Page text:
Developed in 1999 under the auspices of the European Space Agency, SpaceWire answered a longstanding spaceflight problem: no standard, high-speed communications protocol existed for flight electronics. Therefore, all spaceflight electronic payloads (such as processing units and onboard computers) were custom-designed, which resulted in long development periods, high costs, and elevated risks. The SpaceWire standard was developed as a network of nodes and routers interconnected through bidirectional, high-speed serial links, limiting the custom-design problem by designing a standard with flexibility, modularity, and reusability.
SpaceWire is defined in the European Cooperation for Space Standardization standard ECSSE50- 12A. The SpaceWire standard was authored by Steve Parkes of the University of Dundee, with contributions from individuals within the European Space Agency (ESA), European Space Industry, NASA, and academia. SpaceWire is the standard for high-speed links and networks for use onboard spacecraft to ease the integration of sensors, processing units, telemetry subsystems, and other micrcoelectronics, and is applicable for spacecraft missions, military hardware systems, and bus systems.
According to the ESA, the purpose of the SpaceWire standard is to facilitate construction of high-performance onboard data handling systems, reduce system integration costs, promote compatibility between data handling equipment and subsystems, and encourage re-use of data handling equipment across several different missions. The SpaceWire standard ensures that equipment is compatible at both the component and subsystem levels.
SpaceWire equipment is connected together using SpaceWire links that are serial, high-speed, bi-directional, and full-duplex. Application information is sent along a SpaceWire link in discrete packets, and control and time information also can be sent along SpaceWire links. SpaceWire supports many different payload processing architectures using point-to-point links and SpaceWire routing switches.
According to Glenn Rakow, NASA's SpaceWire development lead at Goddard Space Flight Center in Maryland, this flexible, modular, and reusable design allows aerospace companies to standardize their designs. "SpaceWire lets you create one design that you can go to every time, for every mission," Rakow said.
NASA Goddard's SpaceWire design is the first and most mature of its kind in the United States. New features and enhancements to the NASA SpaceWire core make the design more suitable for spaceflight applications. A sophisticated verification environment includes directed and random testing, helping to detect hard-to-find design bugs and making the design simple to maintain and update. Not all features are included in the SpaceWire standard, but Goddard's design may be configured so that it is completely compatible with it. These significant advantages enable easy system integration and testing of SpaceWire designs while improving reliability and reducing complexity.
Compared to Ethernet networks with pre-set link rates, SpaceWire offers flexible link rates, helping save power and providing more options for high-speed applications. In addition, the standard is topology-independent, meaning that connections between routers or network fabrics can be fashioned in nearly any way that suits the design's needs. Finally, SpaceWire doesn't define a rigid data-packet structure. "It's very scaled down and simple, so it gives the system engineer a lot of flexibility in developing additional protocols," said Rakow.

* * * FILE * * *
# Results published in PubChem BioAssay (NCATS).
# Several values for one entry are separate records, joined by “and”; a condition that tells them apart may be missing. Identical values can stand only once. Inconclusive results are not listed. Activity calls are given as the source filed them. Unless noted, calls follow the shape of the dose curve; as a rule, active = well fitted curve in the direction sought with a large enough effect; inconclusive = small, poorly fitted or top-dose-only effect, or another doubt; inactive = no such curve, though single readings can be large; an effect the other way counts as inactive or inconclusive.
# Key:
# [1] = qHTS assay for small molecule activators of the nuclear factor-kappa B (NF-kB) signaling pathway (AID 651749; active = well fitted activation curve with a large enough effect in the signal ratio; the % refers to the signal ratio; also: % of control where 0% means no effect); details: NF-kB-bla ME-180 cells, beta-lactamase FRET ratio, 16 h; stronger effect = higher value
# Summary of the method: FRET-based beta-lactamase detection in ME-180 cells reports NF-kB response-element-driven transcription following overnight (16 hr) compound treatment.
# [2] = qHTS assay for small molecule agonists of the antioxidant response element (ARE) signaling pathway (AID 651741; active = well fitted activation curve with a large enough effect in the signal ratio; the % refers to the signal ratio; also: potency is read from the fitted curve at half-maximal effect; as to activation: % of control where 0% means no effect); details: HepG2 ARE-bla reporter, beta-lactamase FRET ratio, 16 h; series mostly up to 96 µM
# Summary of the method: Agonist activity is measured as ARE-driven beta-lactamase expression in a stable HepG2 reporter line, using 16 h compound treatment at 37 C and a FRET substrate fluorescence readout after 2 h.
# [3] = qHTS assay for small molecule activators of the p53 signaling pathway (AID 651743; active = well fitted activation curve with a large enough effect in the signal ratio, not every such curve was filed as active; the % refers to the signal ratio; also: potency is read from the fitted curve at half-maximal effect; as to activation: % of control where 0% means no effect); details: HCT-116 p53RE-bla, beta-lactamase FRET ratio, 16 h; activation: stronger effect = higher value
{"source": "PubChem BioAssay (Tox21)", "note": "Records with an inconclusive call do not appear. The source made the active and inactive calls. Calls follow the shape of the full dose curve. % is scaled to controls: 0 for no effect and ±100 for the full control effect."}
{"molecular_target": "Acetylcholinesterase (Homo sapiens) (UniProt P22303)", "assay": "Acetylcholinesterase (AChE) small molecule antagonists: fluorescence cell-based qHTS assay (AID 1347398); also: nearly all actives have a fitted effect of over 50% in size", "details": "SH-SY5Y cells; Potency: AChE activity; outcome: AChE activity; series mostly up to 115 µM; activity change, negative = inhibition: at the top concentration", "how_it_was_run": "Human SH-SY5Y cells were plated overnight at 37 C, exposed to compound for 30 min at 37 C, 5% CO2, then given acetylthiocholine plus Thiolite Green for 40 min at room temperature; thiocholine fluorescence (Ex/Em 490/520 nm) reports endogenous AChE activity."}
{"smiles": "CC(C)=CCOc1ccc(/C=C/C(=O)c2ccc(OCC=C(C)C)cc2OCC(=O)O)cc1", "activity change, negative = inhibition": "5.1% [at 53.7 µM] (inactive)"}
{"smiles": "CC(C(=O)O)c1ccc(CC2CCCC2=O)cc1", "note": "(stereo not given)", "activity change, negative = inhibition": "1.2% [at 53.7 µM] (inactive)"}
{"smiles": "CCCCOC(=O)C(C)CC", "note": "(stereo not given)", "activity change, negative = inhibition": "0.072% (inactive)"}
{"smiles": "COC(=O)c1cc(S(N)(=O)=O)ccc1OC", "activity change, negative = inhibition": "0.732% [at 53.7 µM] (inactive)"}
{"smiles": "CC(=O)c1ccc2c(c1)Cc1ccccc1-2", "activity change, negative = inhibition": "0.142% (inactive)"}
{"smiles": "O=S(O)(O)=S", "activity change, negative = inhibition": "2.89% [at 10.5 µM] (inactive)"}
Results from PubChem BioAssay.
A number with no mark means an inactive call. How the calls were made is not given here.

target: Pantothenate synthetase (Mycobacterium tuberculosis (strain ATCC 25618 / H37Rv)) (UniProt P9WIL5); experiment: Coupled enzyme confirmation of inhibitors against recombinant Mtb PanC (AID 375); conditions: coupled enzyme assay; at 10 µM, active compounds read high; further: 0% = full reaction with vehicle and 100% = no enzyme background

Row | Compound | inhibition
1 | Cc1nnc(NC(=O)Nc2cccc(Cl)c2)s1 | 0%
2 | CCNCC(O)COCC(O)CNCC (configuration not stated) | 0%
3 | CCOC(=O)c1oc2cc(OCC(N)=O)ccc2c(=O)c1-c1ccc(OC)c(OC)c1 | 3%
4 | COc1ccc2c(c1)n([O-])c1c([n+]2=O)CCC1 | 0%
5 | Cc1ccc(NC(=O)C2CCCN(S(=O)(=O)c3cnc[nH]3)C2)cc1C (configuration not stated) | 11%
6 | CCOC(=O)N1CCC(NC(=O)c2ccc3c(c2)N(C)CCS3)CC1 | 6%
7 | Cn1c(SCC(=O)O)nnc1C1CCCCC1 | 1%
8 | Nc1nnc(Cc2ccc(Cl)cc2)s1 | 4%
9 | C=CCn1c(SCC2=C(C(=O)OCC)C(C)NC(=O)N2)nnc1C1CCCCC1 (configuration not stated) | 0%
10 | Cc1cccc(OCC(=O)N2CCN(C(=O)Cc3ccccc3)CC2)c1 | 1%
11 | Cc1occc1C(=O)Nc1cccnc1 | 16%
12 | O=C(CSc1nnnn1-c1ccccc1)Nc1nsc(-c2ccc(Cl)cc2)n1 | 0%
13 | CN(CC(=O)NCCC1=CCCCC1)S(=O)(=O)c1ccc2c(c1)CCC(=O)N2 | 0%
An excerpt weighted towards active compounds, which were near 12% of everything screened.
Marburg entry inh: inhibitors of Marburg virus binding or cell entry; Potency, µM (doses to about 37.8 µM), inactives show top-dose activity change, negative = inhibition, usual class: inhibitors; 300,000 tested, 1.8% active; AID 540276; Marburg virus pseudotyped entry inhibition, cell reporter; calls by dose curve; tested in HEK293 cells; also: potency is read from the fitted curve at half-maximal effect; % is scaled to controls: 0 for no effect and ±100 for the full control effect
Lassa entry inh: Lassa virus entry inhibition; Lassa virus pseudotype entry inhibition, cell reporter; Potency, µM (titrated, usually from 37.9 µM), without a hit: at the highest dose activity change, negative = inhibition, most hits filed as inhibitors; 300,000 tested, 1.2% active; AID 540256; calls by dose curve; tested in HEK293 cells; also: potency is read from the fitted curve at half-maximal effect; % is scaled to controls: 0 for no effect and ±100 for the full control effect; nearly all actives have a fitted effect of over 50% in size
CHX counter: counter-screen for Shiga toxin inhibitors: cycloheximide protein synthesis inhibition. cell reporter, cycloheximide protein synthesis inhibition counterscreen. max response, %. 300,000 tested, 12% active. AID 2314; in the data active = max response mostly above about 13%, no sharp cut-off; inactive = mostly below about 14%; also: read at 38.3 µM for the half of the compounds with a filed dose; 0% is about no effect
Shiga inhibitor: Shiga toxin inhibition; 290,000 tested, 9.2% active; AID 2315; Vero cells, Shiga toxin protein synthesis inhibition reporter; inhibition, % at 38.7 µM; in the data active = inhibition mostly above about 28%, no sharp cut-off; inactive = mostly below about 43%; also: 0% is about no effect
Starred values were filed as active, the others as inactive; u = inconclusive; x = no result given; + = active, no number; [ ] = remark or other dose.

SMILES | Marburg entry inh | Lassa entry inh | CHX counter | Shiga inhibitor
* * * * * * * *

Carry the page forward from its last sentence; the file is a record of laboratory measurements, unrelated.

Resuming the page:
NASA Goddard also developed a unique SpaceWire link-and-switch implementation. This new design provides for a standard that enables high- and low-rate communication between avionics systems over a network architecture using a first-in/first-out (FIFO) interface. This significant advancement helps reduce the complexity of communication over satellite architecture applications and other spaceflight systems, while improving speed and reliability.
The link and switch is a unique implementation of the SpaceWire specification, which enables avionics computers to seamlessly communicate at varying data rates (2 Mbps to more than 200 Mbps), minimizing interconnects. The communication allows resources to be distributed and provides for redundancy across spaceflight applications. The new implementation can be configured according to number of serial ports, local ports, FIFO sizes, etc., and is applicable to any aerospace or military hardware microelectronics.
Redundant physical interfaces (cables) added to the design simplify operation because the user does not need to interact with the design. Goddard has also designed time-code enhancements to the protocol by allowing multiple time-code masters to operate on the network simultaneously. These low-latency broadcast pulses are sent over a SpaceWire network to signal an event, interrupt an event, or distribute time information. In addition, a zero-jitter time code reduces uncertainty as to when the time-code signal arrives at all destinations. Goddard has also designed the link and switch for high accuracy with design verification using direct and random testing. This means that all parameters of the design are randomized and tested in a continual loop to find errors or situations that may be difficult to anticipate.